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US State Department Warns of Terrorist Threat on Garment Buyers in Bangladesh

The U.S. Department of State has issued a travel warning for Bangladesh because of looming terrorist threats—some that specifically target garment buyers.

In a statement Thursday, the State Department urged U.S. citizens to consider the risks of traveling to and throughout the country. U.S. government personnel working in the country can’t even keep their children with them there any longer.

But what’s perhaps of most critical concern for the apparel industry is that, for the first time, terrorists have called out garment buyers as a target.

Da’esh (also known is IS, ISIL or ISIS) and Al Qaeda in October threatened to target “expats, tourists, diplomats, garment buyers, missionaries, and sports teams” in the most “secured zones” in Bangladesh, according to the State Department.

And since Da’esh and Al Qaeda took credit for the July 1, 2016 terrorist attack in a Dhaka restaurant that killed more than 20 people, the threats aren’t being taken lightly. The terrorists said at the time that the intent was to kill foreigners.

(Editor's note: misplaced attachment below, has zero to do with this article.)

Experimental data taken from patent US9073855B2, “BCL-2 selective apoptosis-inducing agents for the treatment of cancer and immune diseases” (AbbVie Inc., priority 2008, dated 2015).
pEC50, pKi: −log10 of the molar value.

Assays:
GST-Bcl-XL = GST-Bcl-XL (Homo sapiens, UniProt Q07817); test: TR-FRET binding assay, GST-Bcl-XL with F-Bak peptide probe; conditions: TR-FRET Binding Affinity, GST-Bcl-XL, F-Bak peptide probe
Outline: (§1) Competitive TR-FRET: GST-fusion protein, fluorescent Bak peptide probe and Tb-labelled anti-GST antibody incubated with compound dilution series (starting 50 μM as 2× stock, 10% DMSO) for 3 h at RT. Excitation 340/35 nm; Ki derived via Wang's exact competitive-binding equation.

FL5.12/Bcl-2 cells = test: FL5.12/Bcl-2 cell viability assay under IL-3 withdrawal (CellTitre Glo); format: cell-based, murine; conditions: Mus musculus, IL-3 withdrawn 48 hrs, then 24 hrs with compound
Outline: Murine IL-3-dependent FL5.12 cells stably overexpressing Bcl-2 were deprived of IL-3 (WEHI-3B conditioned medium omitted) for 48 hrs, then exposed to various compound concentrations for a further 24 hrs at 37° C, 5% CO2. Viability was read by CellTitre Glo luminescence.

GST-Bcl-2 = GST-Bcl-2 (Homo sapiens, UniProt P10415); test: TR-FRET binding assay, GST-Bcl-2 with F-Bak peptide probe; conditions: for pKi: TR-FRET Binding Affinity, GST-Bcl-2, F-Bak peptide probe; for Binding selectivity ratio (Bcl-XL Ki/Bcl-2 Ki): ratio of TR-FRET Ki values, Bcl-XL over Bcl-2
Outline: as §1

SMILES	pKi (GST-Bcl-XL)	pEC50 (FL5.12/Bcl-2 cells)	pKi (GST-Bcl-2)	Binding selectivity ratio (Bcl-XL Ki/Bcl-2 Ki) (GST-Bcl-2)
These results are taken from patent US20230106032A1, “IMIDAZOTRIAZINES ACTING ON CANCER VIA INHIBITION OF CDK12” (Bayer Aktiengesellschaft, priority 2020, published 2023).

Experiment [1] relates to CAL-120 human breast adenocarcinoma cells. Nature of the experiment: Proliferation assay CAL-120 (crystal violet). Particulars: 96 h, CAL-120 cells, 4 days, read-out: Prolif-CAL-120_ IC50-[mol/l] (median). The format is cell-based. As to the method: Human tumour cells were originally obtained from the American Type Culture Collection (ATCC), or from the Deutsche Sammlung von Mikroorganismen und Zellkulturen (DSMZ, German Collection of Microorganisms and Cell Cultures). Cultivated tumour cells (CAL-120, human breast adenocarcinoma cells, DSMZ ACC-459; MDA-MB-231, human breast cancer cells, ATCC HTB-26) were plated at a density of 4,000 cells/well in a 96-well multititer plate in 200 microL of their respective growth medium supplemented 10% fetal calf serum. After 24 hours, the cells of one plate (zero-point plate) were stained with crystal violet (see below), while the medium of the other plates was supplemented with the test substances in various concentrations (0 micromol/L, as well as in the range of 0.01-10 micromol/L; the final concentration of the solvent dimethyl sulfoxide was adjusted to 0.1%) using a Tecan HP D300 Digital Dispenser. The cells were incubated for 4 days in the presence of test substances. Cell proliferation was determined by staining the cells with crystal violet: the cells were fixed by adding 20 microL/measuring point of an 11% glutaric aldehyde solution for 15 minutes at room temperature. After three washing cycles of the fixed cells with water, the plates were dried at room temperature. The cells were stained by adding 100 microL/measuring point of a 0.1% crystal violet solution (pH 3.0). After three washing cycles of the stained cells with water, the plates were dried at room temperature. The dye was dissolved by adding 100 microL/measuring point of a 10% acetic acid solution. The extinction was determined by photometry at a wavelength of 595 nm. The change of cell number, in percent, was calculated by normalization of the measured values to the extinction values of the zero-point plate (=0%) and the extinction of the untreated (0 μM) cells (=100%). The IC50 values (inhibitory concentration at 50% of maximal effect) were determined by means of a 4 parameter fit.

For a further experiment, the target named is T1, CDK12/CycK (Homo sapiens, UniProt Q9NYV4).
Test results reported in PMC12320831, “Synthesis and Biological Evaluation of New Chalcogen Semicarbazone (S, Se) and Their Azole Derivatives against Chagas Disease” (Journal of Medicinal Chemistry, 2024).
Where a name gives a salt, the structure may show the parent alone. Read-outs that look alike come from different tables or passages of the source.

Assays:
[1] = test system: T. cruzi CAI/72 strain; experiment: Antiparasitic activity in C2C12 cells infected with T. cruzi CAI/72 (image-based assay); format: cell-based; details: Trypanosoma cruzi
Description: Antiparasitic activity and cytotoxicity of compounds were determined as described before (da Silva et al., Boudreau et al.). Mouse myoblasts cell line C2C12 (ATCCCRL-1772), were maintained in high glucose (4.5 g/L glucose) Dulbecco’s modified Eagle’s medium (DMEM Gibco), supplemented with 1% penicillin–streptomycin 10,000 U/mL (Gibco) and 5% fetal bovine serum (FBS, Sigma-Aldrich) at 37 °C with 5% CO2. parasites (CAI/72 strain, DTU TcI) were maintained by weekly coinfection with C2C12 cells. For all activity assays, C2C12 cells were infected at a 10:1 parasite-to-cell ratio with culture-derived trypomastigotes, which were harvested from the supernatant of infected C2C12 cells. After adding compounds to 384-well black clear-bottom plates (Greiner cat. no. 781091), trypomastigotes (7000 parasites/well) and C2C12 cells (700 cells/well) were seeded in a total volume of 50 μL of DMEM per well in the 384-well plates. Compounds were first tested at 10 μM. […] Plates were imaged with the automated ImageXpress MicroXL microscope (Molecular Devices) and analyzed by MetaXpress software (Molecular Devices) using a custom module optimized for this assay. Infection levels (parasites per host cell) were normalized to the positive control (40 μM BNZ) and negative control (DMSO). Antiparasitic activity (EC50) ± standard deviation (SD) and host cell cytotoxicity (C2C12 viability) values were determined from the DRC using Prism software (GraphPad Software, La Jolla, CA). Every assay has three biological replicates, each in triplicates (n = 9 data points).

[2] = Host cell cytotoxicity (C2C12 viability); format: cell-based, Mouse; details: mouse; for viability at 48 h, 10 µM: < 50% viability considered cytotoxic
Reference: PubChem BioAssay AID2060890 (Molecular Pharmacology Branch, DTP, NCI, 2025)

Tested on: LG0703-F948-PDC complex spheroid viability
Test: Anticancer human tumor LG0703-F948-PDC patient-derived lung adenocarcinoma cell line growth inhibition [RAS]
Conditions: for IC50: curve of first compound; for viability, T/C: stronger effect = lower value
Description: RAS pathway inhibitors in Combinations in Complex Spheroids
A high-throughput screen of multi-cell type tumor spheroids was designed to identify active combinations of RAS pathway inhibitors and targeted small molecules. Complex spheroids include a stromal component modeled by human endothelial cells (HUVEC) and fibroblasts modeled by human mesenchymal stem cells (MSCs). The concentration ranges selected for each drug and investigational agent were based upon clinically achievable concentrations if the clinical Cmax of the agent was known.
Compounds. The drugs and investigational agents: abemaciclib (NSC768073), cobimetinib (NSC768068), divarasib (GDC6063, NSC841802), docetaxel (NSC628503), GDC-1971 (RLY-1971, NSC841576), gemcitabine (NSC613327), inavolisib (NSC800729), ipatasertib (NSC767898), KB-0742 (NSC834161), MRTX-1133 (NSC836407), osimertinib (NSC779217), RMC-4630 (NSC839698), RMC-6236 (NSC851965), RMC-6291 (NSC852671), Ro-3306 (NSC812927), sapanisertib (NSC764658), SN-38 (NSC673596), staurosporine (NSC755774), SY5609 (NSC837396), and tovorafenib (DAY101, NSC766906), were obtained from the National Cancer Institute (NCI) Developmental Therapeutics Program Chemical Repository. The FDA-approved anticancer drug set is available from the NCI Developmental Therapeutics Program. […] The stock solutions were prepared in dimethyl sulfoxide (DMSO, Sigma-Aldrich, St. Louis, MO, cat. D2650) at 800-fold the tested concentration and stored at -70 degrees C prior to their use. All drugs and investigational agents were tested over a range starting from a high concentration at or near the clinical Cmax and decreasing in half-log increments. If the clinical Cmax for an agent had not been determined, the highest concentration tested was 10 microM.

Following the attack, the Bangladesh Garment Manufacturer and Exporters Association (BGMEA) expressed concern that the attacks would keep foreigners away.

“The impact of the attack will be very damaging for the industry,” BGMEA senior vice president Faruque Hassan said at the time. “We are now very worried.”

BGMEA hasn’t issued a statement on the current U.S. travel warning, but the worry will likely be heightened now that garment buyers have been named as targets.

The State Department said U.S. citizens who do end up traveling to the country, or who are already there, should take stringent security measures and stay alert to local security developments. At present, U.S. government personnel aren’t allowed to visit public establishments or places in Bangladesh, they can’t travel on foot, motorcycle, bicycle, rickshaw or anything else otherwise uncovered, and they must not attend any large gatherings. Non-government U.S. citizens should also heed the warnings.